The Merit In Playing The Long Game
I walk in the Phoenix Park near where I live and I see the trees playing the long game.
The grass and the birds and the sky play the long game.
Our dog, Tilly plays the long game. So do the cats she chases that come into our postage stamp sized back garden.
Human beings don’t play the long game. Not many of us do anyway that’s for sure.
At best we might play a medium-term game but most of us play the short game. Instant gratification is what we are after and by God, we’ll get it no matter the sacrifice.
The pursuit of an easier life, of greater convenience, is a major driving force behind human activity but it eventually becomes destructive.
That’s the reality of all good things, they never last.
We seem to want high quality at low cost, to be fit without sweating, to make money without doing the work.
We want to get stuff and experiences as soon as possible.
The future can’t get here soon enough.
The Insanity Of The Human Experience
I don’t know which is the greater insanity, to be chasing a future that we can never catch or believing that there is such a thing in the first place.
It was about 8 or 9 years ago at a very difficult time in my professional career when it dawned on me that time was a fabrication of the human mind.
That idea prompted an article. That article became very popular and was to become a book but never made it.
Instead, I’ve incorporated The Illusion of Time idea into a chapter in The Artist’s Manifesto, due out in paperback on 2nd April 2018.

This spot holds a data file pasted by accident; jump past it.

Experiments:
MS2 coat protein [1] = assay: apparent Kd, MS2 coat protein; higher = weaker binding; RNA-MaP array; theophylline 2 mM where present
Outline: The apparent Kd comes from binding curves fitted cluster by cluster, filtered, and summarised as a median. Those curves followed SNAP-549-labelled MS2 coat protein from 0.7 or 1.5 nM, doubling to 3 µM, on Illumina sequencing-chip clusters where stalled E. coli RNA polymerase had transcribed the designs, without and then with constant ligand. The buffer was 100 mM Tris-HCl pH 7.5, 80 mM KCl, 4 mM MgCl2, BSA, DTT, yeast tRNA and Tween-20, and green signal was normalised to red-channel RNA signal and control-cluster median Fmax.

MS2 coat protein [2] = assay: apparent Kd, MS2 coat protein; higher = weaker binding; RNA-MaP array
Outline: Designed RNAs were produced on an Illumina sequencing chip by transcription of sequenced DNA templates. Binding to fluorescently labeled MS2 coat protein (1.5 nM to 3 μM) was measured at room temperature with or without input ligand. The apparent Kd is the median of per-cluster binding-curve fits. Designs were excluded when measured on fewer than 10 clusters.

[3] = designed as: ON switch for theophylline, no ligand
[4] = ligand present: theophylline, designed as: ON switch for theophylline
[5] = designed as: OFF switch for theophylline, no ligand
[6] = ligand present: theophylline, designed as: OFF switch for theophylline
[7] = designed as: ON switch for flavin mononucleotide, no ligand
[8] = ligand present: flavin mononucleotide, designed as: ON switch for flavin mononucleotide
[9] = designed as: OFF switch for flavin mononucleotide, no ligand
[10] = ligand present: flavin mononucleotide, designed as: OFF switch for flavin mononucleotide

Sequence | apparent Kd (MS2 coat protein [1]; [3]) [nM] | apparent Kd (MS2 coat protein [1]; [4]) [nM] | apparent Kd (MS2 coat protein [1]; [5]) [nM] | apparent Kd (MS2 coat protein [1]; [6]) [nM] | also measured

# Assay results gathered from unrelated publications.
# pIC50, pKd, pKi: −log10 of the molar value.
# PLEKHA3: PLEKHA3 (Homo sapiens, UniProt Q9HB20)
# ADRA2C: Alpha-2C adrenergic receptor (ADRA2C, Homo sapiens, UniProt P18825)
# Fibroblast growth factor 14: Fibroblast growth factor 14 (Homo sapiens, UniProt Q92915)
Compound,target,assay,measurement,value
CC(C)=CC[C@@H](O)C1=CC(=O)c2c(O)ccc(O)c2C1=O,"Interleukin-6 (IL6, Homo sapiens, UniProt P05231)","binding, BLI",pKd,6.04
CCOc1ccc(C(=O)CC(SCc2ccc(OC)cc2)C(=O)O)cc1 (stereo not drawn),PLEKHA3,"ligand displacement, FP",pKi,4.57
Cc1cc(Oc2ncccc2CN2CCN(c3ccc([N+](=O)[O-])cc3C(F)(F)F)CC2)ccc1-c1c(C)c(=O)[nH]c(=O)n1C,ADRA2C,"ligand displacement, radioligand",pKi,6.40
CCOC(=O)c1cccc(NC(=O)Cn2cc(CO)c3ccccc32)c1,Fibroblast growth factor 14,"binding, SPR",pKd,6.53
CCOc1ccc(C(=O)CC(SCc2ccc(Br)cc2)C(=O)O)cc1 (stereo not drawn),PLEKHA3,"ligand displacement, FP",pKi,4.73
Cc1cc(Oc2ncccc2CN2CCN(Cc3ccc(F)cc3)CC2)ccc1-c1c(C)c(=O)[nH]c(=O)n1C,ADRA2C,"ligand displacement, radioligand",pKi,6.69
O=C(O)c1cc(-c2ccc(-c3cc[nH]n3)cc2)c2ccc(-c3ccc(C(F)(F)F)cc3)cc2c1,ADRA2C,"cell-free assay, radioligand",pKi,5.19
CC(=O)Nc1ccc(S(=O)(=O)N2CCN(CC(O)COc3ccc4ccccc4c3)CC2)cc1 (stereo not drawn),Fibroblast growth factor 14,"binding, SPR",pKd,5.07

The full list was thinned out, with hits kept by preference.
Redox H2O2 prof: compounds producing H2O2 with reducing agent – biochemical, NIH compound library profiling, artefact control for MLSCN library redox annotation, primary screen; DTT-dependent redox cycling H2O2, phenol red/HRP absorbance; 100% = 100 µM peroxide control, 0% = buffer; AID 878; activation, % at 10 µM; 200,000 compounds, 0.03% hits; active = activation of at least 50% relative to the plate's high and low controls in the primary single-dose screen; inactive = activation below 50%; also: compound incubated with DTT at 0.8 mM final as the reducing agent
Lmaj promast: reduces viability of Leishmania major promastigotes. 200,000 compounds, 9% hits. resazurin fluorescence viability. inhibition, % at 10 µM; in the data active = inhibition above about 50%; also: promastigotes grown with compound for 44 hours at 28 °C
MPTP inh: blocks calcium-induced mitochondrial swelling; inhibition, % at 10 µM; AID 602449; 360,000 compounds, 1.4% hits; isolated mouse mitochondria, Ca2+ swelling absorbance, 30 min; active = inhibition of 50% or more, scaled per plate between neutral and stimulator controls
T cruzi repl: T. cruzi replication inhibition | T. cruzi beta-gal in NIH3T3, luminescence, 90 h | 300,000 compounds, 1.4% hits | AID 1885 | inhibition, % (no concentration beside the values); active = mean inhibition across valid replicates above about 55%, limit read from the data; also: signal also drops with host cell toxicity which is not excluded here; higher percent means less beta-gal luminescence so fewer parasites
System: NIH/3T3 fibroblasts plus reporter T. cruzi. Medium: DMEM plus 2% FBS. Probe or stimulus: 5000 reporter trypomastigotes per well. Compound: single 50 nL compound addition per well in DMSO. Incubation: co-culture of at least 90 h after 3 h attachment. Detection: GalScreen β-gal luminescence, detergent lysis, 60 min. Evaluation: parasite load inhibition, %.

Here’s an extract;
In this chapter, we will explore the nature and function of time as it influences the creative mind and why we need to disconnect ourselves from it.
Disconnection from worldly ideas and concepts such as time is essential if we are to access that psychic space which allows us to create original and meaningful things.
In the disconnection from the concept of time, we allow ourselves the mental capacity to create without restriction.
This process happens for some creative people entirely automatically, but for many the time and space to create is difficult to find.
Worldly things like responsibilities, financial demands, family, the day job, TV, social media and so on have the potential to feed the creative muse.
But unchecked they serve as distractions, things that dilute our focus of attention.
Care not for the things of the morrow for the things of the morrow will take care of themselves – Matthew 6:34
In The Artist’s Manifesto, we read that the nature of the creative process is a constant moving between this world of stimulation and the artist’s quiet creative space.
The Artist’s Manifesto does not support the idea that we must obliterate these things that challenge us but rather it suggests we see them for what they are – necessary in limited quantities for the constant creation of the self.
The Artist’s Manifesto recognises that every human being is creative and has the inherent ability to create beautiful things.
However, the pressure to conform to social norms and societal idealistic notions of what valuable work is can keep creative people from ever tapping into their creative side.